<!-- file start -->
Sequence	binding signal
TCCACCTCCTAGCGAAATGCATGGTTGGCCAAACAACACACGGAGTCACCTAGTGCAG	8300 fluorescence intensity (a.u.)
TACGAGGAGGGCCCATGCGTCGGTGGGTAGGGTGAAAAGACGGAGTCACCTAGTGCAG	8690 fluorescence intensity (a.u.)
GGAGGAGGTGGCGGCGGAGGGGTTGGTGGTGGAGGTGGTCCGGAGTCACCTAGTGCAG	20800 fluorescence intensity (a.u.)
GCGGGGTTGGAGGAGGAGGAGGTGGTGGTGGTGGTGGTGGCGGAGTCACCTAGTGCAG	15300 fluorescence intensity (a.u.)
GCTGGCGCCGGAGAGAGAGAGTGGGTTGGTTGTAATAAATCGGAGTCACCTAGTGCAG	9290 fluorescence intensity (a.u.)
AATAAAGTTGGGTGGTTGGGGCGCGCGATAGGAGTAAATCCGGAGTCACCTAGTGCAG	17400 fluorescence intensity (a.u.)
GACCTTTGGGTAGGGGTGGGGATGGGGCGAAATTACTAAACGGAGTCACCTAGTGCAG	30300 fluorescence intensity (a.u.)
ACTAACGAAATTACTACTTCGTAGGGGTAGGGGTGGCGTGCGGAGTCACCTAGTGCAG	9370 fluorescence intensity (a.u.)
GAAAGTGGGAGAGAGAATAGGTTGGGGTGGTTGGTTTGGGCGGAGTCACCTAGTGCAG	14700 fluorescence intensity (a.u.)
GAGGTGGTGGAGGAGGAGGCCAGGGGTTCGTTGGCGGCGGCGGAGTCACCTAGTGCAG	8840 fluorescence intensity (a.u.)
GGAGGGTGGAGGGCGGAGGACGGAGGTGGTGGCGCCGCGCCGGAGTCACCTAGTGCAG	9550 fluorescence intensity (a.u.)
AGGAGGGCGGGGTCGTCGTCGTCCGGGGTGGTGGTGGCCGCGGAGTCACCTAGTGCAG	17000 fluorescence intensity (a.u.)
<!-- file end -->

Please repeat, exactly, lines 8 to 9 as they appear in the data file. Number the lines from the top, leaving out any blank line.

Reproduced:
GACCTTTGGGTAGGGGTGGGGATGGGGCGAAATTACTAAACGGAGTCACCTAGTGCAG	30300 fluorescence intensity (a.u.)
ACTAACGAAATTACTACTTCGTAGGGGTAGGGGTGGCGTGCGGAGTCACCTAGTGCAG	9370 fluorescence intensity (a.u.)